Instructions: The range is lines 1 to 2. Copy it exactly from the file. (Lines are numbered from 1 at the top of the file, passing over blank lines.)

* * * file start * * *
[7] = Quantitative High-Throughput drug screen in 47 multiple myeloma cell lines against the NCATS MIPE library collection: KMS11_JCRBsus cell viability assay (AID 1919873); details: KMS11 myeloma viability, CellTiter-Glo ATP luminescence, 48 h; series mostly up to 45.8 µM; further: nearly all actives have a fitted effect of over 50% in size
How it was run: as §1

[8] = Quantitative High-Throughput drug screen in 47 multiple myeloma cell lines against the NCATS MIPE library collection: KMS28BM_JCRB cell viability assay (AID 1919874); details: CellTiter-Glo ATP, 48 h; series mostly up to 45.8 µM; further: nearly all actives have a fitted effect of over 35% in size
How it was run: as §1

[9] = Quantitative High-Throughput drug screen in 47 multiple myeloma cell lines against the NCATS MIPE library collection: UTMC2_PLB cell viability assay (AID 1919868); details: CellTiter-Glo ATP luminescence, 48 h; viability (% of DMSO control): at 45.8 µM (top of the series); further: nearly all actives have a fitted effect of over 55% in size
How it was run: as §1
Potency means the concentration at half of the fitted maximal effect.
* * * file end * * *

[7] = Quantitative High-Throughput drug screen in 47 multiple myeloma cell lines against the NCATS MIPE library collection: KMS11_JCRBsus cell viability assay (AID 1919873); details: KMS11 myeloma viability, CellTiter-Glo ATP luminescence, 48 h; series mostly up to 45.8 µM; further: nearly all actives have a fitted effect of over 50% in size
How it was run: as §1